One advantage derived from initially constructing transgenic animals containing an rhodopsin transgene in a recombinase-mediated expressible format derives from the likelihood that the subject protein, whether agonistic or antagonistic, can be deleterious upon expression in the transgenic animal. In such an instance, a founder population, in which the subject transgene is silent in all tissues, can be propagated and maintained. Individuals of this founder population can be crossed with animals expressing the recombinase in, for example, one or more tissues and/or a desired temporal pattern. Thus, the creation of a founder population in which, for example, an antagonistic rhodopsin transgene is silent allows the study of progeny from that founder in which disruption of rhodopsin protein mediated induction in a particular tissue or at certain developmental stages would result in, for example, a lethal phenotype.
  • [0154]
    Similar conditional transgenes can be provided using prokaryotic promoter sequences that require prokaryotic proteins to be simultaneous expressed in order to facilitate expression of the rhodopsin transgene. Exemplary promoters and the corresponding trans-activating prokaryotic proteins are given in U.S. Pat. No. 4,833,080.
  • [0155]
    Moreover, expression of the conditional transgenes can be induced by gene therapy-like methods wherein a gene encoding the trans-activating protein, e.g. a recombinase or a prokaryotic protein, is delivered to the tissue and caused to be expressed, such as in a cell-type specific manner. By this method, a rhodopsin transgene could remain silent into adulthood until “turned on” by the introduction of the trans-activator.
  • [0156]
    In an exemplary embodiment, the “transgenic non-human animals” of the invention are produced by introducing transgenes into the germline of the non-human animal. Embryonal target cells at various developmental stages can be used to introduce transgenes. Different methods are used depending on the stage of development of the embryonal target cell. The specific line(s) of any animal used to practice this invention are selected for general good health, good embryo yields, good pronuclear visibility in the embryo, and good reproductive fitness. In addition, the haplotype is a significant factor. For example, when transgenic mice are to be produced, strains such as C57BL/6 or FVB lines are often used (Jackson Laboratory, Bar Harbor, Me.). Preferred strains are those with H-2b, H-2d or H-2q haplotypes such as C57BL/6 or DBA/1. The line(s) used to practice this invention may themselves be transgenics, and/or may be knockouts (i.e., obtained from animals which have one or more genes partially or completely suppressed).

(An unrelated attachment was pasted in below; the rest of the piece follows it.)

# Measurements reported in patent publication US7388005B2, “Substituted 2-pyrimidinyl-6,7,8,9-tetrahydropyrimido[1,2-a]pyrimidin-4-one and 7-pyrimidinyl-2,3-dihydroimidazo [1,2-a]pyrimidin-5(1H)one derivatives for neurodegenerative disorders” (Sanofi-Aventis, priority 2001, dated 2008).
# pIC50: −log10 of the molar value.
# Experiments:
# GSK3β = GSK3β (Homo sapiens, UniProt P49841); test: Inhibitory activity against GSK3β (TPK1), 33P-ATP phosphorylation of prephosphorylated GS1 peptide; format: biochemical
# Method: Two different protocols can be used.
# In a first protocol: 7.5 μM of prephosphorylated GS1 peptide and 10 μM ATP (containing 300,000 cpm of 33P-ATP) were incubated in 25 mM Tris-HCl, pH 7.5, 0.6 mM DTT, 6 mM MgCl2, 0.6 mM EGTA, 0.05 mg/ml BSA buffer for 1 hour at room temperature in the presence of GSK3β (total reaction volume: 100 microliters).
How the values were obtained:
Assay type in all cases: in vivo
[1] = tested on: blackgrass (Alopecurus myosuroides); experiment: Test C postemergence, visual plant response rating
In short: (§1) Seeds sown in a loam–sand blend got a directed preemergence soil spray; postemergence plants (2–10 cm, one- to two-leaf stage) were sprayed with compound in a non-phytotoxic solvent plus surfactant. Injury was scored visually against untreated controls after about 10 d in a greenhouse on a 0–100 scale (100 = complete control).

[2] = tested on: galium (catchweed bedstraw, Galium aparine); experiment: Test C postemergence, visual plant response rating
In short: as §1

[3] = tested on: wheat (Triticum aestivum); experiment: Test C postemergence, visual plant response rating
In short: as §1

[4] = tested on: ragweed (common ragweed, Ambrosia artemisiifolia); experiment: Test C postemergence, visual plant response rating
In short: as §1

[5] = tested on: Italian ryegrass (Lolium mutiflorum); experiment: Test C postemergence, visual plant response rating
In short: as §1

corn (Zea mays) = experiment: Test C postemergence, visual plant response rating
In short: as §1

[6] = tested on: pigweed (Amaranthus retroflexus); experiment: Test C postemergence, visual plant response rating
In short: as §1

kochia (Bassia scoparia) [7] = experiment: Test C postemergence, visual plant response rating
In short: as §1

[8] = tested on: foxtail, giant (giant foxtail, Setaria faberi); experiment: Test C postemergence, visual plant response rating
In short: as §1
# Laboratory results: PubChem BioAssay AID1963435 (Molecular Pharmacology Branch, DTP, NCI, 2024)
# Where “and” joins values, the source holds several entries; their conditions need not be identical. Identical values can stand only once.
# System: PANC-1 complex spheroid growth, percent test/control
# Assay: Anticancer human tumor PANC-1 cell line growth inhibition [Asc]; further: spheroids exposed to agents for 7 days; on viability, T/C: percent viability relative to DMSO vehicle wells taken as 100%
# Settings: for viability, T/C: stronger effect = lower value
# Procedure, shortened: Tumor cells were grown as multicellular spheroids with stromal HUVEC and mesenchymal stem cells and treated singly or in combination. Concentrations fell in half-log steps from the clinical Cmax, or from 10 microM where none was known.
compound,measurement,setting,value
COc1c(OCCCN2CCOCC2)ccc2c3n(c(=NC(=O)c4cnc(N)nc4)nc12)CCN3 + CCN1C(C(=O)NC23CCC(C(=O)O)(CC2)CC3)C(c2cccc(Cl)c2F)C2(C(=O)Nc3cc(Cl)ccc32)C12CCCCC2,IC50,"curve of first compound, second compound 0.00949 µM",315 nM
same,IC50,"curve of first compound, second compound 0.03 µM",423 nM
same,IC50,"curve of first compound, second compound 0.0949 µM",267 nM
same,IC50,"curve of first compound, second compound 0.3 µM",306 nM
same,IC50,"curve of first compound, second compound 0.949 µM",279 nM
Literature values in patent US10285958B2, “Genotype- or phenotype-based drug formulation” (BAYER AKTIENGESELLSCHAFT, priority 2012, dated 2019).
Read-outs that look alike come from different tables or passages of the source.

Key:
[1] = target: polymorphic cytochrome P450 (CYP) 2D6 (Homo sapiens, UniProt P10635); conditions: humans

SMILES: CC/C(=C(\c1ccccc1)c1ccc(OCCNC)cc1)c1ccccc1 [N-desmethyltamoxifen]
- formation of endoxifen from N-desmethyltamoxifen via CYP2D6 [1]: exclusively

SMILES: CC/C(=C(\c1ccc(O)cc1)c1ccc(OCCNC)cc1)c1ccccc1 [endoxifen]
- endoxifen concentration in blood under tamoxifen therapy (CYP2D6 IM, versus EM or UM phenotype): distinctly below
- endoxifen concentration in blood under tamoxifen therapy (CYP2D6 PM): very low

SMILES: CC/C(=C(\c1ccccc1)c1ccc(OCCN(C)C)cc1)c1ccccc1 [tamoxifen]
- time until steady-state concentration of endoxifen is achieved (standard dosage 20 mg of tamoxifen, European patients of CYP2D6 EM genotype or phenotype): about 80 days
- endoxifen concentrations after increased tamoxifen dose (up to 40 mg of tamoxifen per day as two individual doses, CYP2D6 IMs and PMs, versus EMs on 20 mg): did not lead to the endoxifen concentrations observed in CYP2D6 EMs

• [0157]
    In one embodiment, the transgene construct is introduced into a single stage embryo. The zygote is the best target for micro-injection. In the mouse, the male pronucleus reaches the size of approximately 20 micrometers in diameter which allows reproducible injection of 1-2 μl of DNA solution. The use of zygotes as a target for gene transfer has a major advantage in that in most cases the injected DNA is incorporated into the host gene before the first cleavage. As a consequence, all cells of the transgenic animal carries the incorporated transgene. This in general is also reflected in the efficient transmission of the transgene to offspring of the founder since 50% of the germ cells are harbored in the transgene.
  • [0158]
    Normally, fertilized embryos are incubated in suitable media until the pronuclei appear. At about this time, the nucleotide sequence comprising the transgene is introduced into the female or male pronucleus as described below. In some species such as mice, the male pronucleus is preferred. It is most preferred that the exogenous genetic material be added to the male DNA complement of the zygote prior to its being processed by the ovum nucleus or the zygote female pronucleus. It is thought that the ovum nucleus or female pronucleus release molecules which affect the male DNA complement, perhaps by replacing the protamines of the male DNA with histones, thereby facilitating the combination of the female and male DNA complements to form the diploid zygote.
  • [0159]